Making a claim after a motorcycle accident

Making a claim after a motorcycle accident

If you ever have to make an insurance claim, there are a few basic things to remember when at the scene of the accident, and upon making the claim itself, to ensure everything goes through smoothly. Thankfully, we have helped you out with a handy list…

Make note of the basic details

Firstly, your insurer will need to know the basic information: time, date and place of the incident; details of the other vehicles involved; names and addresses of anybody directly involved and any witnesses to the incident.

Any injuries

If anyone has been hurt in the accident you must call the police, and if necessary an ambulance. Avoid accepting blame for the accident until you know precisely what happened as it could count against you later on. Finally, round up the details of as many independent witnesses as possible, even taking statements from them at the scene using your phones voice recorder. Also make sure you save any recordings from a dash/helmet camera.

Obtain evidence

Take pictures with your phone of as many different angles as possible …

If your incident involves a foreign vehicle ensure you obtain details of both vehicle and driver.

To avoid exaggerated claims from an injury being made against you, it is very helpful to your insurer if you can capture any damage caused to a third party vehicle. If you have scraped a car driver’s door with your bar end and there is barely a mark on the car, it would be very difficult for the driver to submit and justify a claim for a whiplash injury.

Fraudulent multiple claims for whiplash to ‘phantom passengers’ are common, so if possible, photograph the other vehicle identifying how many passengers are in it.

Claim as soon as you can

Following any accident the most important thing to do (after the incident itself has taken place) is to make your insurer aware. If you are claiming off your own insurance you must do so as soon as possible. If the accident wasn’t your fault you can claim off the third party portion of the other person’s insurance policy, again this should be done as soon as possible too.

It’s worth noting however, if you do drive away from a small incident and realise later the damage was worse than you initially thought, you have three years for personal injury and six years for property damage cover.

Your insurers may then send out an assessor to value the damage caused by the prang, but get the garage to prepare a report for you to make sure they don’t miss anything.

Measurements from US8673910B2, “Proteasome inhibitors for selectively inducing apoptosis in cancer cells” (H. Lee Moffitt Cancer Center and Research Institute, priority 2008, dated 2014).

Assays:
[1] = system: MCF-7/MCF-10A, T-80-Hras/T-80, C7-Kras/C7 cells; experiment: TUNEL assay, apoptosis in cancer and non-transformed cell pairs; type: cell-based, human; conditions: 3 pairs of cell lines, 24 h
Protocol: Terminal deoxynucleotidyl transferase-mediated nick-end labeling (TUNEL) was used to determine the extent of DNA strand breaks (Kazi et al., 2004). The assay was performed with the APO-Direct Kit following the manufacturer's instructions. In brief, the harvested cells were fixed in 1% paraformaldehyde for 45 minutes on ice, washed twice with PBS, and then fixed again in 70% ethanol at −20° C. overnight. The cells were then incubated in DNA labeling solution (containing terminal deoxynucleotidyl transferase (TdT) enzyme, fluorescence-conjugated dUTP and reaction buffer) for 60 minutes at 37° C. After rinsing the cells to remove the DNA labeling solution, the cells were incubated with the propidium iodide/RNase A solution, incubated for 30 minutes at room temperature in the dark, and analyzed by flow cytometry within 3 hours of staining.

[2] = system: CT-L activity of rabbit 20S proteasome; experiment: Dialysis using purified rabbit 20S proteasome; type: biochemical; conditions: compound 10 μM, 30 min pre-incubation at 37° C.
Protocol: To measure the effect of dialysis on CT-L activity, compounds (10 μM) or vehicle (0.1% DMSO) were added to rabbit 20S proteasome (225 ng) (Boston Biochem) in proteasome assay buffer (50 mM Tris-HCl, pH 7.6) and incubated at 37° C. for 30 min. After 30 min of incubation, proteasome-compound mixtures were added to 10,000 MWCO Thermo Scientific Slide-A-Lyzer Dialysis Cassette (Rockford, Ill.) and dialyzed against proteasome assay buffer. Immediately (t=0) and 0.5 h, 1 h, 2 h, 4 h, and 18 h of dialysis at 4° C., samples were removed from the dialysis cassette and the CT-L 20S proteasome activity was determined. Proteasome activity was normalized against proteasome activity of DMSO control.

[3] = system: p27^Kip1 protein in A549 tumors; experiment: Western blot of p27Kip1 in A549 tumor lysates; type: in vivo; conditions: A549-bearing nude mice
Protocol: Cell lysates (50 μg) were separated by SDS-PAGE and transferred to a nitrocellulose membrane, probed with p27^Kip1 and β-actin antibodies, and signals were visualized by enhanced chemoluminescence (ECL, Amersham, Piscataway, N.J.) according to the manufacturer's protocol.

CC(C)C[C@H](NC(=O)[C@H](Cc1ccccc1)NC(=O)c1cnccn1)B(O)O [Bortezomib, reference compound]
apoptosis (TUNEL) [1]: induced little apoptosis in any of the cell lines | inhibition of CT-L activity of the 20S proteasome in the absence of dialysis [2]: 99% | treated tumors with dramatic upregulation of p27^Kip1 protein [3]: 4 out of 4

It is though always best to get your bike checked over by a qualified mechanic after any kind of an accident.

Don’t accept their first offer

If your bike is written off it is unfortunately the case for some motorcycle insurance companies to make low first offers if you have to make a claim. Insurers will of course want to pay as little as possible and the first offer usually reflects that.

Your insurers have only got to reimburse you the “market value” of your bike in its present condition and age. The market value is somewhere between main dealer prices (which includes mark-up for their overheads, warranty etc) and trade costs. Market value will essentially be small garage/private buyer values so be sure you have done your own research before simply accepting their offer.

Find adverts of similar bikes for sale on the internet, in your area. Try and find the same make, model, age, mileage, colour, spec, service history etc.

Send copies to your insurers showing that you simply can’t buy such a bike for what’s being offered. In fact, try and find bikes that are you could buy for what they are offering and they will usually be older, higher mileage examples of your bike.

This is highly persuasive. Don’t be afraid to go back and argue the value with them. If they send out a cheque and you’re not happy, tell them you are accepting the cheque on account only and not in full and final settlement.

But do it before you bank the cheque. This will allow you to continue negotiating with them.

What if i’m claiming from a third party

To launch a claim against a third party you need to have positive identification of the guilty party, either from you or a witness.

If there was no witness, check with the Police and the Highways department at the Council whether the council had been informed about any particular faults before you crashed. If they failed to come out and clear something up before you hit it for example, then you could try and claim off them.

If neither of those courses of action bears fruit, you can always claim for any personal injury from the Motor Insurers’ Bureau (MIB).

The MIB is a body that covers uninsured losses, but only if the guilty part is unidentifiable, the MIB will only compensate for personal injury, not property damage.

Call our experts

MCN Compare have teamed up with Bikelawyer and are now offering a free accident advice line with you if you have taken out a policy through MCN Compare, this advice line is available to customers for the full year their policy is active for. Bikelawyer is a leading firm of specialist motorcycle accident solicitors founded on the principle of providing injured bikers with unparalleled expertise coupled with first rate service. So if you have an insurance policy with us and are unsure following an accident call 01446 794199 and reference your policy number for free accident advice from our experts!

To avoid further accidents from occurring take a look at our next article on avoiding common accidents here>

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Written by Dan Sutherland, motorcycle journalist for MCN.
Reviewed on 2nd April 2019 by Andrew Campbell, MCN Legal Advisor.
Edited by Sian Daly, MCN Compare content editor.